In a society where progress often means building things, and success is equated with making money, a new faith community on the undeveloped edge of the suburbs is exploring how to live and engage the world from a place that is more grounded – literally. Rev. Stephanie Price is the founding pastor of The Land, a congregation that worships outdoors under a large tent on Saturday mornings. For members of this new church, having four walls and a roof overhead are less important than the chance to reconnect with God through the natural world, and to breathe new life into the community around them through relationships and care for creation.
A Creative Path for New Life
Rev. Price explains that Aurora, a sprawling suburb-turned-city adjacent to Denver, is developing in ways that are economically segregated. The Land is surrounded by middle and upper-middle class neighborhoods, but "There is a distinct lack of community gathering spaces," she notes "It's a reflection of Aurora's insufficient financial resources through property taxes." There are no public funds for recreation centers or libraries. Instead, developers commit to building a school or a community center, "but all of those community centers are segregated by which [homeowners' association] you belong to. So the resources are really available to the people who can afford to live in the nice houses."
Rev. Price goes on, "Our vision was to breathe new life into community by creating bridges between these very segregated new neighborhoods that are developing. We wanted to do it in a way that we were developing alongside these neighborhoods… to see a visible, unified gathering place." Such a place would be accessible not only to the wealthier residents, but also to the 430 families living in a mobile home park half a mile away. Inspired by seeing families from different neighborhoods come together to organize around recent oil and gas developments, Rev. Price adds, "There are places of commonality, we just need spaces to create these relationships that cut across socioeconomic boundaries."
Yet The Land is more than just a geographic gathering space. Rev. Price talks about what discipleship for the 21st century means to her congregation:
"Our vision for discipleship comes down to food, faith, and farming:
- Food as a source of resistance in a culture that abuses people, the planet, and animals. How can the food we eat and the way we gather represent a peacemaking process for all people?
- Farming as a way through which we participate in the production of that food, but also connect with creation and the source through which all creation is provided to us to care for.
- Faith is an expression of our everyday actions. And hopefully through gathering together and sharing our experiences of seeing the divine or the holy in creation, we're able to lean further into faith as a form of perseverance, as we become spiritual advocates for a new way of living."
Saturday morning worship gatherings seek to express these values in a way that allows people to relax and reconnect with the earth, with God, and with each other. Participants gather outside, under a tent, sitting on hay bales, and many bring their dogs. Worship begins with a question that ties in to the Scripture and theme of the gathering, for people to share some insight or experience with one another.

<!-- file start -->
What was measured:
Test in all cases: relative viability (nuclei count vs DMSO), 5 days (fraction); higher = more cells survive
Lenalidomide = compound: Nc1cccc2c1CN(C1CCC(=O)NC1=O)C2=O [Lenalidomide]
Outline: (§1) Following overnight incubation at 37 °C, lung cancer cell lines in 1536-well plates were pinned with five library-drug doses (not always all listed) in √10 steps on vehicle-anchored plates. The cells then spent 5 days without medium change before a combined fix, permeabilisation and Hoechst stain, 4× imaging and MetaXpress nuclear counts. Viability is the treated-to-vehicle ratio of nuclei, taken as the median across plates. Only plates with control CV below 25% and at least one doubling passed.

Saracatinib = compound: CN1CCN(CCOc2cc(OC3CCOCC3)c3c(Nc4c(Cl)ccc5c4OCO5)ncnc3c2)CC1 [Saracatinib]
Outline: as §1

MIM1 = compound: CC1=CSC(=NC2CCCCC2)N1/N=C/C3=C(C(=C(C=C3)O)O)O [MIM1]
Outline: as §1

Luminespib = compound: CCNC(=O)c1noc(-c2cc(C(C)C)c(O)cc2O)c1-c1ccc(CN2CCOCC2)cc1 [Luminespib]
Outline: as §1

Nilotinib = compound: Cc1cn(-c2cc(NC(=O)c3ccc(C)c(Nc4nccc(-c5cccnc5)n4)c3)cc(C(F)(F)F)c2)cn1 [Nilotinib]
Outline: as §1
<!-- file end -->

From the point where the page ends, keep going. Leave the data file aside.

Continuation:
Rev. Price describes what follows: "We use Father Thomas Keating's welcoming prayer, then a time of silence. I call it a 'noisy silence' because of the dogs and trucks passing and planes overhead. We have Scripture, a message, and a time of Communion. Dogs do participate in Communion, which has led to one million hilarious stories. We do an offering that includes compost that people have brought, financial offerings, then a prayer walk around the perimeter of the property together. We begin at 10, sometimes people don't leave until 12:30 because people are eating and talking, there's a relaxed feel. We tend to attract people who enjoy being outside, and see that as an event in itself."
Presence and Creation
The Land has a clear mission relating to environmental stewardship, a focus that could be connected to the ancient Celtic Christian belief in God's presence throughout creation. The congregation shares this commitment to caring for the natural world, and members are active in community events to raise questions about environmental policies. For Rev. Price, it all comes back to the example of Jesus: "[That] is my motivation for getting up and continuing to do this work. This person lived, and decided to sacrifice his life on behalf of people who were vulnerable and marginalized. At any point, I think he could have stopped it or run away or done something different, but he chose to continue to bring life to suffering people… That motivates me. I see us gathering together from such diverse viewpoints, backgrounds, committed to a process that I don't know if it will come to full fruition, but in the process, there's an experience of the Holy Spirit, the comforting presence as we go through this process that Jesus set us on."
If all goes well, that process will result in developing The Land in some creative ways: creating a two-acre edible labyrinth, an outdoor amphitheater for outdoor worship and educational events, and a cathedral greenhouse, all of which will both offer space for people to connect with God through creation, while also producing fresh food for neighbors in the community.
Rev. Kerry Greenhill is an ordained Deacon in the United Methodist Church. She has fourteen years' experience in local churches, with a passion for creative worship, adult spiritual formation, and mission/outreach. Her writing has been published in Alive Now, Reinventing Worship, A Child Laughs, and We Pray with Her. Kerry lives with her husband, two children, and two cats in Westminster, Colorado.
[Posted March 20, 2019]